There are three ways of stating your age; chronological age (time since birth), biological age (biomarkers in blood and other tissues) and psychological age (how old you feel).
Recent research reported in New Scientist last month found that the age you feel (your subjective age) is a better predictor of longevity than your chronological or biological age.
We all know younger people who think and behave older than their years and seniors who are young at heart. Being young at heart is seriously good for you. A lower subjective age correlates with better health, longevity and general well-being.
Research on centenarians shows that one thing they have in common is a positive attitude. This is much more strongly correlated with long life than any biomarker.
When you ask a person how old they feel, their answer varies with their mood and the circumstances around the question. However, most of us have a baseline subjective age which can be measured.
Dr Alex Zhavoronkov, a researcher at the Buck Institute for Research on Aging in California, has identified factors that predicted subjective age using a large data set, the MIDUS (Midlife in the United States) which included 20 years of data gathered by the US National Institute on Aging.
MIDUS was designed to measure how behavioural, psychological and social factors influence health and well-being with age. Thousands of people aged 25 to 75 were interviewed in the 1990s, 2000s and 2010s. Each time, volunteers were asked more than 1000 questions about all aspects of their lives, including their physical and mental health, well-being, personality, beliefs, social lives and sex lives.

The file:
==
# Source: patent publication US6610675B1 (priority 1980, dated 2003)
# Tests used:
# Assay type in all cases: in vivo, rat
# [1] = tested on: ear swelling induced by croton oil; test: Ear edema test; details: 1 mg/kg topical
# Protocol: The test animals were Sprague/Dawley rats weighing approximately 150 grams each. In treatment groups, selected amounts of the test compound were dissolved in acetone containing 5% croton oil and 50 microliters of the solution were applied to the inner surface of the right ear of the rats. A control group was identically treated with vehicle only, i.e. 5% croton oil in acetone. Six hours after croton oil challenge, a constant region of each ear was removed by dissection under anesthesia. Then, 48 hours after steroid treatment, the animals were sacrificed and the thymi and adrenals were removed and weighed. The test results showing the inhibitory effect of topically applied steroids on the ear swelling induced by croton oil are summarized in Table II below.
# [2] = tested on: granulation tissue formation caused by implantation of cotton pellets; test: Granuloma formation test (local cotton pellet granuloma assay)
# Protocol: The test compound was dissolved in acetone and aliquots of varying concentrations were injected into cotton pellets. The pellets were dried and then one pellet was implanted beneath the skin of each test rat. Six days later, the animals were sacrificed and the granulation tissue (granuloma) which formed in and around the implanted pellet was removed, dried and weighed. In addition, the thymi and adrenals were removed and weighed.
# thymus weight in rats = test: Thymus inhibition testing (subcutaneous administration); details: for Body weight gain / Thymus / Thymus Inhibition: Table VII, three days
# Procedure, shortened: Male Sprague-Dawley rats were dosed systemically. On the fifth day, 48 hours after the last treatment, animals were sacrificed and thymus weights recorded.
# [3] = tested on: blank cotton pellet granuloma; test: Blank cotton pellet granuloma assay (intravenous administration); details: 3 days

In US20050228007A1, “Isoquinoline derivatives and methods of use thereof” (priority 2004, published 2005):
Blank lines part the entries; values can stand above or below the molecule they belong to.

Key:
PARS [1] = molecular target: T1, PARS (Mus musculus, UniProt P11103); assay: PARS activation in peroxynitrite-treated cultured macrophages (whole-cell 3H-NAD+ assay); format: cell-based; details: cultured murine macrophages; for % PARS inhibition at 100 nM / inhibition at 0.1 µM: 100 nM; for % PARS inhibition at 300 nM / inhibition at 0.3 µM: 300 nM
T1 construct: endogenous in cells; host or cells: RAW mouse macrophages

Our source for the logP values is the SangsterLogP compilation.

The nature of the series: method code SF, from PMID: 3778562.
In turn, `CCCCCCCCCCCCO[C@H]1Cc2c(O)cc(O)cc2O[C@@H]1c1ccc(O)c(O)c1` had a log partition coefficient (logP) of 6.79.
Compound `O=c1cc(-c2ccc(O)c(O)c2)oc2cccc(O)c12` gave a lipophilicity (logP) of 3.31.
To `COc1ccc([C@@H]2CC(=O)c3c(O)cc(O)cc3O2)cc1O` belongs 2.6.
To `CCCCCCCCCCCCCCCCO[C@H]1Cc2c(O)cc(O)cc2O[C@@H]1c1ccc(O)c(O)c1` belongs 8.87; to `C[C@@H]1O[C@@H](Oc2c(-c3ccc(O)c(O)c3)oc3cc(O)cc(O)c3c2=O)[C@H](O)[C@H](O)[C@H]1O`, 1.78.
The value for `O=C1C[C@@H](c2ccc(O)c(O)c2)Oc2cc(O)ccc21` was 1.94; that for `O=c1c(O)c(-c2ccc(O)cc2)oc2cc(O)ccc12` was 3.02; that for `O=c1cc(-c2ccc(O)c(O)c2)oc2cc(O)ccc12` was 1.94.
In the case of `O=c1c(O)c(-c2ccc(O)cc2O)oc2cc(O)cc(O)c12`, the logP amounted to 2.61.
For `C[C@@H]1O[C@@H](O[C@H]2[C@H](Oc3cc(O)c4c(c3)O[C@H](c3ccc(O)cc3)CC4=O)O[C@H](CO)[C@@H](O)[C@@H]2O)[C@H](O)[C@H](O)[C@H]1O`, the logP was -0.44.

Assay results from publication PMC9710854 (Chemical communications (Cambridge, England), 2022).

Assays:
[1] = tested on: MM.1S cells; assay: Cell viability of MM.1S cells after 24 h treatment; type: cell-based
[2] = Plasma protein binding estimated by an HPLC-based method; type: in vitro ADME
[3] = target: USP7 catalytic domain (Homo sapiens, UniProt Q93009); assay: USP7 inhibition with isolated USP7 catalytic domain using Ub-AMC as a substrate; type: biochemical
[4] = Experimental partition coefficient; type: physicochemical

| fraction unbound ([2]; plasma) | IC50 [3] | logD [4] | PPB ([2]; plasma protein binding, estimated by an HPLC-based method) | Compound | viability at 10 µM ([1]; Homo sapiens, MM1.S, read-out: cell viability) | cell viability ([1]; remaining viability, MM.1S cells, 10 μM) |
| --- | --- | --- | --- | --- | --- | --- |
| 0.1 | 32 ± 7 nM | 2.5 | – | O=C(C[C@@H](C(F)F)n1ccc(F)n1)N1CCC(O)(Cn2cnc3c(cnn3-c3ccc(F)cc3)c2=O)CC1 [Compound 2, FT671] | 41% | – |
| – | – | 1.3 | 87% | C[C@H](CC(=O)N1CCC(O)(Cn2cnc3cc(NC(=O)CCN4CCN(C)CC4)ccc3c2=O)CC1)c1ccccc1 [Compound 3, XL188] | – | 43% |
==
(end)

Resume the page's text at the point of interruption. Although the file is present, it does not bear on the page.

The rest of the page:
Dr Zhavoronkov and colleagues used artificial intelligence (AI) to search the thousands of answers to find those that best predicted the subjects’ chronological age and secondly their subjective age.
They found that health had the biggest influence on subjective age. Two of the top three predictive questions are: “Does your health limit your ability to do vigorous physical exercise such as running or heavy lifting?” and “Are you taking prescription medication to manage your blood pressure?”
The second-most influential factor in people’s subjective age is how satisfying they expect their sex life to be in 10 years’ time.
The analysis showed that a 60-year-old with a subjective age of 65, for example, is twice as likely as a 60-year-old with a subjective age of 60, to die early.
A study of 17,000 participants over 20 years, led by Professor Yannick Stephan of the University of Montpellier in France, found that individuals felt on average about 15 per cent younger than their chronological age. Feeling 8 to 13 years older was related to about 25 per cent higher risk of early death.
Disease burden, physical inactivity, functional limitations and cognitive problems, but not depression, accounted for most of the association between subjective age and mortality.
The authors said the study provides robust evidence for an association between an older subjective age and a higher risk of mortality across adulthood. It supports the role of subjective age as a predictor of faster aging.
Answering 1000 questions may be bit too much but AI enabled Zhavoronkov’s team to identify 15 questions that estimate a subject’s psychological age.
You might want to try them yourself to find your subjective age. Go to https://www.young.ai/mind-age and complete the questions.
I did and was delighted, although a little sceptical. I am 81, but my subjective age according to the app is 65.